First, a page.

To me the embodiment of being a queer artiste isn’t silence but to be silenced- CN Lester
Q.2 : How does one teach queer sound?
Rebekah: I have been socialized explicitly and implicitly that music production isn’t for women. People can be patronizing and that socialization with men (that’s a whole issue by itself; let’s not go into that) needs a change. Your music school has a majority of men. It can be quite intimidating. At the workshops, often you have to silently find people like you to collaborate. Music doesn’t exist in a vacuum. You’re not disconnecting from structure or convention, merely finding your own way of fitting in.
I love classical music but I don’t feel represented by that music, especially in this country- Rebekah
CN: I do a little teaching myself. I have dealt with voice types that go against set traditions- like women who wanted to try baritone or men who wanted to try soprano. The challenge is to present it to people who have no knowledge of this presentation, especially when some cannot afford a mismatch in their presentations. Teaching queer sound is an ongoing process. There’s not too many solutions but it’s a very progressive process. One major problem, however, is lack of supply of teachers who you can actually approach and tap your identity and sound without affecting the other.
Michael: The world of composition is tiny, conventional and maybe even a little fascist space. There needs to be the space to discuss and improvise on pieces. The ultimate aim is to better the piece and that’s something we need to take forward.
Q.3: Where does money go in art grants? Where does queerness play a role?
Rebekah:I feel like things have aligned for me well. British institute of modern music has a very modern and liberal program centering around the interest and identity of the student. I’ve been doing research about the pioneers of African futurism. It brings today my gender fluidity with my blackness. I got a good budget, total creative freedom( when does that ever happen) and went around to do my thing. Because of colonialism and those structures, and subsequent white guilt, I just think a lot of people need to die off. Maybe then we will see some fresh air, see some existing structures being broken.
Henry: In Glasgow we have one conservatoire that is for the entire of Scotland. Despite the various identities, despite the intersectional nature of the body, there are still struggles. We don’t see where the money is going and don’t think student ventures are as well funded. The conservatoire has been quick to put its name on somethings and shy away from some others. I’m white, gay and they can handle it as long as I don’t talk about it. But others who have inter-crossing identities have it harder, including just getting access to that education. The queer scene has always been underground so how do you get it out for someone to associate their name and backing on it?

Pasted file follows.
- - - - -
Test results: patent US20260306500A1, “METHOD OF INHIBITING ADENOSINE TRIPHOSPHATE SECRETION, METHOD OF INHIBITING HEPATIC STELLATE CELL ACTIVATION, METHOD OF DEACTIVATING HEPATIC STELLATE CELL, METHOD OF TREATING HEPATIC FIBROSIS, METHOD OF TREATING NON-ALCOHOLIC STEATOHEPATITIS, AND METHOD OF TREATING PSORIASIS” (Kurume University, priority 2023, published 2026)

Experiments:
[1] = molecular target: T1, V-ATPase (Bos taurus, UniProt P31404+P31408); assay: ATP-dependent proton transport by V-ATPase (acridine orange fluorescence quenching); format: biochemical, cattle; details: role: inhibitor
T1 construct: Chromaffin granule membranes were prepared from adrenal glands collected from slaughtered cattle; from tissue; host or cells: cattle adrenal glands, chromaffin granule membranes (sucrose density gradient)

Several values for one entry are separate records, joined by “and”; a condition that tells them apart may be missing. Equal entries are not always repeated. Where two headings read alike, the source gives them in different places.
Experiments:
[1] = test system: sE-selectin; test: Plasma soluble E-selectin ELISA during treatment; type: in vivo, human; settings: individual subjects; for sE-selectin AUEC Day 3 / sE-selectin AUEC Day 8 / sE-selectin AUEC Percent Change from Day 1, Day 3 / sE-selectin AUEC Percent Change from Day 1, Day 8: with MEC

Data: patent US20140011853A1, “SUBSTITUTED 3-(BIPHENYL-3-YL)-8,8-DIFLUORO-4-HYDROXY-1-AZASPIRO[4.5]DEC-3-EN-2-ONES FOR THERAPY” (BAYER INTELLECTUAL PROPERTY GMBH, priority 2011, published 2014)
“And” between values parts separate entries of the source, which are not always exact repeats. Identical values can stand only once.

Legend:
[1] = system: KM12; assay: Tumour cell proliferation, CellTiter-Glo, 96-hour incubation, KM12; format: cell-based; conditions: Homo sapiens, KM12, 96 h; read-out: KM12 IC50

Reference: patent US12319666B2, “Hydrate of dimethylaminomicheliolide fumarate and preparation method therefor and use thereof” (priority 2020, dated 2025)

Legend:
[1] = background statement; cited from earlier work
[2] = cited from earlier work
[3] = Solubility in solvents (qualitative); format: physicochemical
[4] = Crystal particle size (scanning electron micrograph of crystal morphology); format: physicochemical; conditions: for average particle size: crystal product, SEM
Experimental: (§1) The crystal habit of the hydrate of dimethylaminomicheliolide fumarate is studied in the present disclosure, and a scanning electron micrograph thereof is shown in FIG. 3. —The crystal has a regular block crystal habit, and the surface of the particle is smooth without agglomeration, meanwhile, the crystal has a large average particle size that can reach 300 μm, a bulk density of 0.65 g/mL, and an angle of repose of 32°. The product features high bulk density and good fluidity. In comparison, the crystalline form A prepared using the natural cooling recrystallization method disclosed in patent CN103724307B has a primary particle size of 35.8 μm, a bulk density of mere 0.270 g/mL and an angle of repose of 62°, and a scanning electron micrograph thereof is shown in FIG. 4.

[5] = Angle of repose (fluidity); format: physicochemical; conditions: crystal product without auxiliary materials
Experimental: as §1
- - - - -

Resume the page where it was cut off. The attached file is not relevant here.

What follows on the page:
Q.4: Invisibility has been a survival tool for queers. Today, that’s one of the main barriers. How does one overcome it?
Rebekah: There have been a whole host of underground queer and Queer of Color nights in London. These get a lot of media attention as well, so much so that Victoria and Albert museum and their associated media wings have also paid attention. So that’s a traditionalist imperial conservative power brushing shoulders with people looking to go beyond boundaries. I don’t feel isolated, personally. So I feel lucky. People need to make their own spaces but that happens only if they feel welcome to create these spaces. I had it easy but there’s a lot of work to do. Lot of festivals have empowered people. Those institutions didn’t make the people it’s vice versa. But we can’t rely on them. There is a constant need to keep creating.
Darryl: The internet and social media are critical here to make these kind of spaces. For more flexible musical genres, their own rooms and their own spaces are being used in ways like never before. Maybe people don’t have resources or confidence, but these platforms are making a difference and empowering musicians.
Henry: Social media can be great to connect but also completely isolating. Social media can be a huge force for good but it can also create alienating pockets. Everything can become exclusionary but the internet so far has been positive.
- Almost every narrative of a queer artiste is so much about people who have a lot of power and influence deciding to give you a chance, besides other part of their struggle, and that’s as scary as inspiring
- The queer concept moulded itself as a deliberately vague one where anyone who felt like they didn’t belong anywhere else, be it axis of impressions, politics or social scenarios would have a place to belong.
- Queer became about going beyond categorical descriptions, binaries. Being queer eventually became about going against this sense of purity around structures, irrespective of the field in question.